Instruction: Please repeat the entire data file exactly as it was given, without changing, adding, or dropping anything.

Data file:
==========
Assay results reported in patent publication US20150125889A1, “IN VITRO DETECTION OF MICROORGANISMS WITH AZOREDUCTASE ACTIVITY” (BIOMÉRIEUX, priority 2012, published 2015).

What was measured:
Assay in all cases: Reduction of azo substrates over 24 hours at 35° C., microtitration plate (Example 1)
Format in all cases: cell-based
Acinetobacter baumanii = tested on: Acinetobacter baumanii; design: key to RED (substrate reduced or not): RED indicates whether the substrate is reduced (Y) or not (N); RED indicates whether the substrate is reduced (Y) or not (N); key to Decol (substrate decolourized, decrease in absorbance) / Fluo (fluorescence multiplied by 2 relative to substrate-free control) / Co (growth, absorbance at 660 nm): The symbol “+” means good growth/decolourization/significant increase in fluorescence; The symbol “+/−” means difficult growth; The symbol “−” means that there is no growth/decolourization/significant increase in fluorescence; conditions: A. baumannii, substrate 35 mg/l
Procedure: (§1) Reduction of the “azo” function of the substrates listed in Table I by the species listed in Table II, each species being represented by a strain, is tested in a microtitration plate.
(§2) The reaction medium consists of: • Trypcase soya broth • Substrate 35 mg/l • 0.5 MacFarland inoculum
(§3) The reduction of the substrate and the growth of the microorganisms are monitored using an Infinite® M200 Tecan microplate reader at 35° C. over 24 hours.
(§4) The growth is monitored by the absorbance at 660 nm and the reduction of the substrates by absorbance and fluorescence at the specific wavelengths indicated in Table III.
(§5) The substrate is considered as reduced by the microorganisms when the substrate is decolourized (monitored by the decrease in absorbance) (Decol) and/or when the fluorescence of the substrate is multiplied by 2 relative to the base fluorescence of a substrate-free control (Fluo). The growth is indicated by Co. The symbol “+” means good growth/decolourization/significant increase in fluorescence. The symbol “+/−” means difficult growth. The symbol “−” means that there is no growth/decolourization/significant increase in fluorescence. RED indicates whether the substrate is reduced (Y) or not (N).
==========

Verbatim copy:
Assay results reported in patent publication US20150125889A1, “IN VITRO DETECTION OF MICROORGANISMS WITH AZOREDUCTASE ACTIVITY” (BIOMÉRIEUX, priority 2012, published 2015).

What was measured:
Assay in all cases: Reduction of azo substrates over 24 hours at 35° C., microtitration plate (Example 1)
Format in all cases: cell-based
Acinetobacter baumanii = tested on: Acinetobacter baumanii; design: key to RED (substrate reduced or not): RED indicates whether the substrate is reduced (Y) or not (N); RED indicates whether the substrate is reduced (Y) or not (N); key to Decol (substrate decolourized, decrease in absorbance) / Fluo (fluorescence multiplied by 2 relative to substrate-free control) / Co (growth, absorbance at 660 nm): The symbol “+” means good growth/decolourization/significant increase in fluorescence; The symbol “+/−” means difficult growth; The symbol “−” means that there is no growth/decolourization/significant increase in fluorescence; conditions: A. baumannii, substrate 35 mg/l
Procedure: (§1) Reduction of the “azo” function of the substrates listed in Table I by the species listed in Table II, each species being represented by a strain, is tested in a microtitration plate.
(§2) The reaction medium consists of: • Trypcase soya broth • Substrate 35 mg/l • 0.5 MacFarland inoculum
(§3) The reduction of the substrate and the growth of the microorganisms are monitored using an Infinite® M200 Tecan microplate reader at 35° C. over 24 hours.
(§4) The growth is monitored by the absorbance at 660 nm and the reduction of the substrates by absorbance and fluorescence at the specific wavelengths indicated in Table III.
(§5) The substrate is considered as reduced by the microorganisms when the substrate is decolourized (monitored by the decrease in absorbance) (Decol) and/or when the fluorescence of the substrate is multiplied by 2 relative to the base fluorescence of a substrate-free control (Fluo). The growth is indicated by Co. The symbol “+” means good growth/decolourization/significant increase in fluorescence. The symbol “+/−” means difficult growth. The symbol “−” means that there is no growth/decolourization/significant increase in fluorescence. RED indicates whether the substrate is reduced (Y) or not (N).